Caligula: Heart of Rome.

While many are pointing at 12/21/12, some people interpret the Mayan calendar to predict this Wednesday, 12/12/12, to spell the end of the world as we know it. But, David Lapham feels fine.
The Eisner Award-winning author has three of his own personal series hitting comic shops this Wednesday, all published by Avatar Press. In addition to the debut of Caligula: Heart of Rome - the sequel to his supernatural horror tale set in ancient Rome - Wednesday will also premiere the trade collection of his original Ferals werewolf crime/horror comic series, and the most recent issue of his gonzo detective series, Dan The Unharmable #8.

Having been in the comic industry for over twenty years, Lapham has worked with Marvel, DC, Dark Horse, Valiant, Wildstorm and many other publishers as both a writer and an artist. He won the Eisner Award for his creator-owned series Stray Bullets, as Best Writer/Artist in 1996. It is with Avatar Press he has found a home, allowing him to publish stories near and dear to his heart.

This Wednesday’s Caligula: Heart of Rome #1 allows Lapham to revisit his 2011 hit series set during the horrors of ancient Rome. “The time period is so twisted all on its own,” explained Lapham. “In a matter of years, we go from one of the most depraved and insane men who ever lived in Caligula, to the next most insane and depraved man who ever lived in Nero. The stories kind of just suggest themselves.  Introduce a demon into the mix and everything just fits in like a perfect puzzle.”

Writing a period piece like Caligula can be challenging and rewarding at the same time. “The research has been fun,” Lapham added.  “It's amazing how much is known and unknown about that time period.  It's just separated enough from the line that leads to us that there's an alien sensibility about it.  The real challenge though comes in the details.”

And what gory details they are. Having been known for his over-the-top horror in Crossed (Family Values and Psychopath, for example), the first Caligula did not disappoint. Will Caligula: Heart of Rome deliver?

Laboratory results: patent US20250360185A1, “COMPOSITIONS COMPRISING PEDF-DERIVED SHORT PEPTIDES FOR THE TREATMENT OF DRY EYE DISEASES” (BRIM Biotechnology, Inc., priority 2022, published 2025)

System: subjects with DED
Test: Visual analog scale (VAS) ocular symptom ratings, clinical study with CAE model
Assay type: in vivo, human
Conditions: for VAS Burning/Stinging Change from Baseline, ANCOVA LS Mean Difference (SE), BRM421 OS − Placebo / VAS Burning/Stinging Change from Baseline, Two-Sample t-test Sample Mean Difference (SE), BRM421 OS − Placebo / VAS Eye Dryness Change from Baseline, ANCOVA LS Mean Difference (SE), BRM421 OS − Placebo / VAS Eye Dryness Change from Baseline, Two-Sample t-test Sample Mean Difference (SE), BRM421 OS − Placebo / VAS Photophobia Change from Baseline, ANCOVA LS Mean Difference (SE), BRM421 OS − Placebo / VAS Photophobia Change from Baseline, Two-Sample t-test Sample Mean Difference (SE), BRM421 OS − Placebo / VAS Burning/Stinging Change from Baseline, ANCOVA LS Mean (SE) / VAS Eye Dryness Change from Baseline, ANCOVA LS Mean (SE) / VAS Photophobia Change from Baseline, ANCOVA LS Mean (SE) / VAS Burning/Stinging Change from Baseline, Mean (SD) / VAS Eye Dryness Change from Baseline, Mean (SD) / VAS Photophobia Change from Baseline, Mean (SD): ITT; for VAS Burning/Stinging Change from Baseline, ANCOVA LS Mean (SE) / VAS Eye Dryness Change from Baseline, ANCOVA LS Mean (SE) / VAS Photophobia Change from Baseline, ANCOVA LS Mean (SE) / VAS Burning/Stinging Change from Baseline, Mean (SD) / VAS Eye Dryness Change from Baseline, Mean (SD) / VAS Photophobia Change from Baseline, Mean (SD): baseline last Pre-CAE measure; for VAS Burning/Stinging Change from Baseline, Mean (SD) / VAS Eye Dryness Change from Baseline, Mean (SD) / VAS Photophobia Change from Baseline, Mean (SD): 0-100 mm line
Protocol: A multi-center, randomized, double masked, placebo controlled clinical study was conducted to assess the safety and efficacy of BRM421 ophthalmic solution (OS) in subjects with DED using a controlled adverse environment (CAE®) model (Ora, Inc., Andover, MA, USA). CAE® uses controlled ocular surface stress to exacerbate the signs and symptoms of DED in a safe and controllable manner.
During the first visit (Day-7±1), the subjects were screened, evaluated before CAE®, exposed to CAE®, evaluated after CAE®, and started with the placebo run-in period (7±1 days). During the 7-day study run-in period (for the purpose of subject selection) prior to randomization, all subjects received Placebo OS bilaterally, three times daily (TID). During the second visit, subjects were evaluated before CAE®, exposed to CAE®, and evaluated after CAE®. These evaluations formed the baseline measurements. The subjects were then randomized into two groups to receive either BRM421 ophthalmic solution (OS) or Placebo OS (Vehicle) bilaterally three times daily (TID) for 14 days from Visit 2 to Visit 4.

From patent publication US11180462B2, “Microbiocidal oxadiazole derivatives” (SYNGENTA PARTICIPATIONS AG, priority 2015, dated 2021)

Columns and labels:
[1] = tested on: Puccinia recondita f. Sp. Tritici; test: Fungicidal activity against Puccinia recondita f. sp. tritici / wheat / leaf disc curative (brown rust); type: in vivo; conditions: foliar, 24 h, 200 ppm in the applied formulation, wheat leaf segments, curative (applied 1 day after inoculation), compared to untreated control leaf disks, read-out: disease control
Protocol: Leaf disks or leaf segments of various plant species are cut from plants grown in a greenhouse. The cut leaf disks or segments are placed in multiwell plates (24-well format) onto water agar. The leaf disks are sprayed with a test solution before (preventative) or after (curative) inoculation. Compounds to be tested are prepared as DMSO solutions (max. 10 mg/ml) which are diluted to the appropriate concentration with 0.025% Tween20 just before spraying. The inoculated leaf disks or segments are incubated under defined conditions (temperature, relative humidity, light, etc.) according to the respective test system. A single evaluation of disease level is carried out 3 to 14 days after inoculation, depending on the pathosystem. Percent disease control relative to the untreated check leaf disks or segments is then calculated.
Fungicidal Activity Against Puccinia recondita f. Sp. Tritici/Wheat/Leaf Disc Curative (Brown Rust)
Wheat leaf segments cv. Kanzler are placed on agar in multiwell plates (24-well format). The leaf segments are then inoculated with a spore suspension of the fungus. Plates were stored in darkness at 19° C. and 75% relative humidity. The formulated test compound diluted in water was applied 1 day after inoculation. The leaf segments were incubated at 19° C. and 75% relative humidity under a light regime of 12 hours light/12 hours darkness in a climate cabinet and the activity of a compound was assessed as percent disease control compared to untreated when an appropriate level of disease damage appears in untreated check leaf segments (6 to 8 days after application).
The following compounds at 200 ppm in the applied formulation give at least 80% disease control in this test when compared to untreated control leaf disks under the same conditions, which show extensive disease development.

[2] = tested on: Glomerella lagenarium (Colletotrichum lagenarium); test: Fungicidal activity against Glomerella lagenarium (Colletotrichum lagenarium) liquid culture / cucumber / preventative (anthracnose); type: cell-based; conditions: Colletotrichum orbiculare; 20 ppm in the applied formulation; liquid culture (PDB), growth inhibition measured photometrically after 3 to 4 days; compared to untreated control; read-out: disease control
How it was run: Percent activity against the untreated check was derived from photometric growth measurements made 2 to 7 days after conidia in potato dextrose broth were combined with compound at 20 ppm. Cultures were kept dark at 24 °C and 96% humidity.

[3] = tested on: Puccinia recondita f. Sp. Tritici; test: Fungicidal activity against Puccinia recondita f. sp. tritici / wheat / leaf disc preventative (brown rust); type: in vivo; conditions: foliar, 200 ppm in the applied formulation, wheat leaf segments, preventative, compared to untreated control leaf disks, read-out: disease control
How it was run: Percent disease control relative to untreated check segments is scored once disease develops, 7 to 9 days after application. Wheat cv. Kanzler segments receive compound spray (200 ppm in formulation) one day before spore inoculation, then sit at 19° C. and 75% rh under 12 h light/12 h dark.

“It's very disturbing visually,” Lapham admitted. “It all fits. Even better here than in Crossed.  I feel, while Caligula might be more visually graphic, it's also more purposeful.  Again, there's a theme of depravity.  But the heart of the story is that one man is trying to retain his honor and dignity in the face of that.”
Staying in the same vein, Lapham’s on-going series, Ferals, is collected for the first time this Wednesday. Ferals takes a much more sophisticated approach to the werewolf mythos.

“The idea was to do Werewolves differently,” Lapham explained. “In that I had a certain tone and landscape I saw for a setting. The snow, the mountains. Small town America. Simple people. Dale Chesnutt suggested himself. He's the detective from Mayberry on the wrong side of the tracks. He's really turned into a very dynamic character and very natural to write. For my part, I do think of it like the what if the Andy Griffith Show were invaded by booze and werewolves... and David Koresh.”

“I think one of the most successful aspects of Ferals is that we really created a credible secret society within our own,” Lapham continued. “The Ferals are out there and they want to be left alone, but if we're not going to leave them alone then we're going to die. Nobody puts the Ferals in a corner.”
Ferals Volume One collects Lapaham’s complete first story arc and is available as a soft cover, hard cover and limited signed hard cover in stores everywhere. 
Also arriving this Wednesday is Lapham detective series, Dan The Unharmable #8, taking him back to his crime roots. “I wanted to do more traditional crime, and going back to Stray Bullet's Amy Racecar and Sadie Dawkins from Young Liars,” compared Lapham. Fans who want to get caught up on the misadventures of Dan can expect to see the first trade paperback in January.
With all three of Lapham’s personal projects arriving the same day, this Wednesday, it may just be the end of the world. David Lapham isn’t phased, though. “I ain't scared of nothin'.”